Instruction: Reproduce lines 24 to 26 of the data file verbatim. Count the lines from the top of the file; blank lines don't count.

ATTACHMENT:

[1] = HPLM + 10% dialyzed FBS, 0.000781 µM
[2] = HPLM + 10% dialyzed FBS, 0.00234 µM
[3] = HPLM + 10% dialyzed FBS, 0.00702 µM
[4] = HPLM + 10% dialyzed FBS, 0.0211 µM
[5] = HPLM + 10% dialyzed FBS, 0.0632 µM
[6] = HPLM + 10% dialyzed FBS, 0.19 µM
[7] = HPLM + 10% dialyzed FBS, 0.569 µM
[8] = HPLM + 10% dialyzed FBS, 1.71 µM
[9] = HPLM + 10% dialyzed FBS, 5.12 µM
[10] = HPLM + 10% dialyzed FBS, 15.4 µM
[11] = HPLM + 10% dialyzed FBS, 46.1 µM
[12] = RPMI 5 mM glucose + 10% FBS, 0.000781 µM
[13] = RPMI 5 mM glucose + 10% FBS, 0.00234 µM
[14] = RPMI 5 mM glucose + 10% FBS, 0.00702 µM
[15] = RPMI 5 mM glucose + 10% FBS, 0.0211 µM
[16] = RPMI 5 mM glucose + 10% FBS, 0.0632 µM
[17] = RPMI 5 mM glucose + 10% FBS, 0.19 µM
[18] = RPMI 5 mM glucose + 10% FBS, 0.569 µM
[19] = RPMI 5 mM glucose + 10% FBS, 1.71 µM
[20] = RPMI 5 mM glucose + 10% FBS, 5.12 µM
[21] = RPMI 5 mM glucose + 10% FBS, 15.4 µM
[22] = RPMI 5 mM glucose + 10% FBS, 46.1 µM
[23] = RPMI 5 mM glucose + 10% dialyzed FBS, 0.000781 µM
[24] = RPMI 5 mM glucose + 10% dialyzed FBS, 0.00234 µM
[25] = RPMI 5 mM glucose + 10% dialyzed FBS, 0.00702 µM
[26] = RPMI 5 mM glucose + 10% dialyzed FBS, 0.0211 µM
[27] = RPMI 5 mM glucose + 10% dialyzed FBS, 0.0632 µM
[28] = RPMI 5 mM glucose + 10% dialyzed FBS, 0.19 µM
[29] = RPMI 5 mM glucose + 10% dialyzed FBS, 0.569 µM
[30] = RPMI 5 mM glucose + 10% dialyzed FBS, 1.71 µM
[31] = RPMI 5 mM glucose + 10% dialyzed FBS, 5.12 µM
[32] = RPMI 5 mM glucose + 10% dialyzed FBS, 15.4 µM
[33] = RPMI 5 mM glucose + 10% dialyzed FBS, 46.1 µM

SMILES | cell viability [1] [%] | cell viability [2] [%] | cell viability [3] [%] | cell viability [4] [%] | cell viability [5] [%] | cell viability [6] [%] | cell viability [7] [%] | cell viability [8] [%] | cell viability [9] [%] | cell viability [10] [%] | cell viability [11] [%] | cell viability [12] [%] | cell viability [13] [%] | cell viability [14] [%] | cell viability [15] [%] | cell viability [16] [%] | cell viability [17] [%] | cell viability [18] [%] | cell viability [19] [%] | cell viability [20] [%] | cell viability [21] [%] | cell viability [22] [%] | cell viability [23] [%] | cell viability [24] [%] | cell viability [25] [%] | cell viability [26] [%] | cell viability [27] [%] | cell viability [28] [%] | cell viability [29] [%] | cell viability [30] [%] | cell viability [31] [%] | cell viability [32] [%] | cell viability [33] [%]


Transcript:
[24] = RPMI 5 mM glucose + 10% dialyzed FBS, 0.00234 µM
[25] = RPMI 5 mM glucose + 10% dialyzed FBS, 0.00702 µM
[26] = RPMI 5 mM glucose + 10% dialyzed FBS, 0.0211 µM